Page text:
Acquired duodenal obstruction in children.

  • JH. C
  • TY. H
  • L. S
  • et al.
N/ACitations
Citations of this article
1Readers
Mendeley users who have this article in their library.
Get full text

Abstract

Traumatic intramural hematoma of the duodenum is a rare cause of acquired duodenal obstruction in children, and a high degree of suspicion is therefore required to make an early and accurate diagnosis. We report a 6-year-old boy whose epigastrium was impacted by the handlebar of his bicycle during a traffic accident. The boy then experienced epigastralgia. Six days later, progressive bilious vomiting suggestive of gastrointestinal obstruction was noted. Imaging studies revealed a large hematoma extending from the fourth portion of the duodenum to the jejunum. Conservative methods of treatment failed to manage his condition. He underwent laparoscopic surgery to evacuate the hematoma. We also report a case of duodenal obstruction in a previously healthy 2-year-old girl who presented for the first time with acute symptoms of proximal intestinal obstruction. Contrast examinations showed apparent barium retention over the stomach and proximal duodenum. She underwent surgery due to persistent obstruction, and a mushroom-like foreign body was detected embedded in the orifice of the windsock duodenal web. After duodenoduodenostomy and removal of the bezoar, she had a smooth recovery and tolerated feeding well. We conclude that blunt abdominal trauma and incomplete duodenal obstruction, such as that caused by duodenal web, should be considered as possible causes of acquired proximal gastrointestinal obstruction in previously healthy children, despite their rarity.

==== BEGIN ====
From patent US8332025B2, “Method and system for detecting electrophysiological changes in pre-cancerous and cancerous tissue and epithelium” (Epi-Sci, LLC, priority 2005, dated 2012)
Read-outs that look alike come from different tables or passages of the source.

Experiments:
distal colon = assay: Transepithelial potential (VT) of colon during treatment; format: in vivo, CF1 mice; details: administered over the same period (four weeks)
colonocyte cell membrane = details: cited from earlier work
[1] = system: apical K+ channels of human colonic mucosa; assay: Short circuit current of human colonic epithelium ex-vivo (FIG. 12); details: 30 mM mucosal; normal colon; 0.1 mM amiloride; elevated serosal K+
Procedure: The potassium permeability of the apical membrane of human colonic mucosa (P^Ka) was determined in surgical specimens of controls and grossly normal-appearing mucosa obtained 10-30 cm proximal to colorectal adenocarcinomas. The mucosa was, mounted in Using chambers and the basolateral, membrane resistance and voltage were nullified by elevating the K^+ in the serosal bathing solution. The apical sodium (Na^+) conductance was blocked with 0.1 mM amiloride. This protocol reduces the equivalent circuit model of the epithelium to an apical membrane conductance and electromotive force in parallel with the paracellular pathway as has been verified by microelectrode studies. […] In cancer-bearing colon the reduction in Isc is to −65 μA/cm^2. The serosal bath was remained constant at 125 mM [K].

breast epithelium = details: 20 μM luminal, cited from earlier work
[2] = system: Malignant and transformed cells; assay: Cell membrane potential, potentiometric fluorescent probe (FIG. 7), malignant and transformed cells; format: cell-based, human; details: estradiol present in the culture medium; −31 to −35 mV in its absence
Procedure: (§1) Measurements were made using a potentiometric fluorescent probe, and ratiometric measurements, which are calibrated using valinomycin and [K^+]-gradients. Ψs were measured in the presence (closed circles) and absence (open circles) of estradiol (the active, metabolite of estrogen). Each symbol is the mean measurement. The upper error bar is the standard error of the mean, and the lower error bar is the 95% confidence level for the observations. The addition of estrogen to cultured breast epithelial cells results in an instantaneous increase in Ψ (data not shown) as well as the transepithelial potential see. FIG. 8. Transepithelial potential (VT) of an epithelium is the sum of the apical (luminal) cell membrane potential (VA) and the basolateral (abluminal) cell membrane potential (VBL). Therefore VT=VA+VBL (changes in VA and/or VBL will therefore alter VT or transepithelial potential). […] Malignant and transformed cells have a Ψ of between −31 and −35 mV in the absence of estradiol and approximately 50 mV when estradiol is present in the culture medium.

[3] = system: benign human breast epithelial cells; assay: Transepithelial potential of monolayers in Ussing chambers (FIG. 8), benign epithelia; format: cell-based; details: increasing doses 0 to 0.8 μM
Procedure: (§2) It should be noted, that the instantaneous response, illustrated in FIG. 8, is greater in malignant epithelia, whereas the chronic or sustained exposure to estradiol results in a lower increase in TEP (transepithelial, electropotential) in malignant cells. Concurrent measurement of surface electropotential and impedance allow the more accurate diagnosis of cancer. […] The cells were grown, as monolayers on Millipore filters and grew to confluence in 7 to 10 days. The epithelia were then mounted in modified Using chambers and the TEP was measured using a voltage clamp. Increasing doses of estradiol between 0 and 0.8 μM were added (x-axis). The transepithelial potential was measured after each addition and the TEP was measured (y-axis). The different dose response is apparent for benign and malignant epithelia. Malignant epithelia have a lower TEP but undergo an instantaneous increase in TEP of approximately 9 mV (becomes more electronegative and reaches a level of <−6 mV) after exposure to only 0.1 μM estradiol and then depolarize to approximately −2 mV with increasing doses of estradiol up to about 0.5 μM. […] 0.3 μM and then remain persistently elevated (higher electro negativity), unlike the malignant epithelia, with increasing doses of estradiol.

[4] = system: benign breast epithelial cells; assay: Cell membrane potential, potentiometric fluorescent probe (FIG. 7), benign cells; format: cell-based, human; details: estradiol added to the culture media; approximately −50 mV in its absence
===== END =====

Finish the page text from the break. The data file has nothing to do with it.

Cite

CITATION STYLE

APA

JH., C., TY., H., L., S.-P., CL., L., & SF., O. (2008). Acquired duodenal obstruction in children. Pediatrics and Neonatology, 49(5 PG-193–6), 193–196. https://doi.org/10.1016/S1875-9572(09)60008-5

Register to see more suggestions

Mendeley helps you to discover research relevant for your work.

Already have an account?

Save time finding and organizing research with Mendeley

Sign up for free